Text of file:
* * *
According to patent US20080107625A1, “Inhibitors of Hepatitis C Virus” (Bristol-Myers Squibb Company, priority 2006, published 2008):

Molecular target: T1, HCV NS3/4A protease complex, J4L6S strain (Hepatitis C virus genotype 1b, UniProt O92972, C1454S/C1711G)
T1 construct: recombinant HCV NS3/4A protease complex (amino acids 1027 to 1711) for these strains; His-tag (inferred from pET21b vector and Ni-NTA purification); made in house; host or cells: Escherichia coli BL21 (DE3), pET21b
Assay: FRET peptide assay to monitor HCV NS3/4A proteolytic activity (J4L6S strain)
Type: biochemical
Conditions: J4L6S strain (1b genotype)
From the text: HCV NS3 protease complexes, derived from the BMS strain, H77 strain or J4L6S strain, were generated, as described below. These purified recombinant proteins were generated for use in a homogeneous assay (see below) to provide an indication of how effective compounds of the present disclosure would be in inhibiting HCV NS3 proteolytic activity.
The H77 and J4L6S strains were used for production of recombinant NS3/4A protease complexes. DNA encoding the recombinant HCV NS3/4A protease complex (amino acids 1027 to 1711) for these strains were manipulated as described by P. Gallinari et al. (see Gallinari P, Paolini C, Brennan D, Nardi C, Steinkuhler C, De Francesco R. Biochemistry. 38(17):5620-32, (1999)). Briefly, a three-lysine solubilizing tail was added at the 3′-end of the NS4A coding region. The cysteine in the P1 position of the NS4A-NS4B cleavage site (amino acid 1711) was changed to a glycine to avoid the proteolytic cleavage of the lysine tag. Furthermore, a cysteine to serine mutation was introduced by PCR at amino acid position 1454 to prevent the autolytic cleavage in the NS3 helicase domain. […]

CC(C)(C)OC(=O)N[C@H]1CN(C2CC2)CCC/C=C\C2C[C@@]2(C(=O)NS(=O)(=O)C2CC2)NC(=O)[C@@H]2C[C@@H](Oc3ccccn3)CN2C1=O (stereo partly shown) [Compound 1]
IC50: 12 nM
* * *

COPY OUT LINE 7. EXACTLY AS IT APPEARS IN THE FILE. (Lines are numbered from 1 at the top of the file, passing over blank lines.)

From the text: HCV NS3 protease complexes, derived from the BMS strain, H77 strain or J4L6S strain, were generated, as described below. These purified recombinant proteins were generated for use in a homogeneous assay (see below) to provide an indication of how effective compounds of the present disclosure would be in inhibiting HCV NS3 proteolytic activity.